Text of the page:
Academic journal article The Science Teacher

Survival of the Fittest

Academic journal article The Science Teacher

Survival of the Fittest

Article excerpt

By using entire islands as experimental laboratories, two Dartmouth College biologists have performed one of the largest manipulations of natural selection ever conducted in a wild animal population. Their results, published online in the journal Nature, show that competition among lizards is more important than predation by birds and snakes when it comes to survival of the fittest lizard.

"When Tennyson wrote that nature is 'red in tooth and claw,' I think the image in his head was something like a Discovery Channel version of a lion chasing down a gazelle," says Ryan Calsbeek, an assistant professor of biology at Dartmouth College and a coauthor of the study. "While that may often be the case, intense natural selection can also arise through competition. Sometimes, death by competitor can be more important than death by predator."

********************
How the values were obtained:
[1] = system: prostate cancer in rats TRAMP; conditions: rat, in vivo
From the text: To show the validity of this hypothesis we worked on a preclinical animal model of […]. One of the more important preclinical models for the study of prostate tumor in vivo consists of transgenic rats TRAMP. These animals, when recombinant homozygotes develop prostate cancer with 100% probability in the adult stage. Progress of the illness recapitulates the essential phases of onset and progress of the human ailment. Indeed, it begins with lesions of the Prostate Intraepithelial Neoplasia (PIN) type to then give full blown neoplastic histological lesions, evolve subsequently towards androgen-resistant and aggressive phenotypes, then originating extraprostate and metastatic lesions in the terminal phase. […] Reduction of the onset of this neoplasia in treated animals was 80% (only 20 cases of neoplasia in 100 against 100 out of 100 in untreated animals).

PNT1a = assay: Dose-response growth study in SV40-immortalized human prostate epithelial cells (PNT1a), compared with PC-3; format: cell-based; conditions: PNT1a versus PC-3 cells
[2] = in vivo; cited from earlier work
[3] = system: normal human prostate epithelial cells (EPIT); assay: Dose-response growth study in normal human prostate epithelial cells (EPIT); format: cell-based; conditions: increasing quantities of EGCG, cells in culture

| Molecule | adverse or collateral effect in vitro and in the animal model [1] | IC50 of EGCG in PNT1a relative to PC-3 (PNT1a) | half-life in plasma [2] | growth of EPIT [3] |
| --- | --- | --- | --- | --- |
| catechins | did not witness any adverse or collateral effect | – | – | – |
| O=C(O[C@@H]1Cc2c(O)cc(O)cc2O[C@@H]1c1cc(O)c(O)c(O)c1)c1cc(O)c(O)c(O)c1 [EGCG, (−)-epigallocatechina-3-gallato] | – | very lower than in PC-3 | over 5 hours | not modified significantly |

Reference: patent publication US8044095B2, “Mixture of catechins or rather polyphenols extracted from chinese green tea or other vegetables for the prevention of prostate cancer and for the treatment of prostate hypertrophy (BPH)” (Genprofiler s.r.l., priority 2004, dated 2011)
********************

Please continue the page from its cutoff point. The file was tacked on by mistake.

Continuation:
To show this effect, the researchers covered multiple small islands in the Bahamas with bird-proof netting to keep predatory birds at bay. Other islands were left open to bird predators, and on still other islands, the researchers added predatory snakes to expose the lizards to both bird and snake predators. Next, they tracked the lizards over the summer to record which lizards lived and which died on the different islands.

"We found repeated evidence that death by predators occurred at random with respect to traits like body size and running ability" says Robert Cox, a researcher at Dartmouth and Calsbeek's coauthor. …

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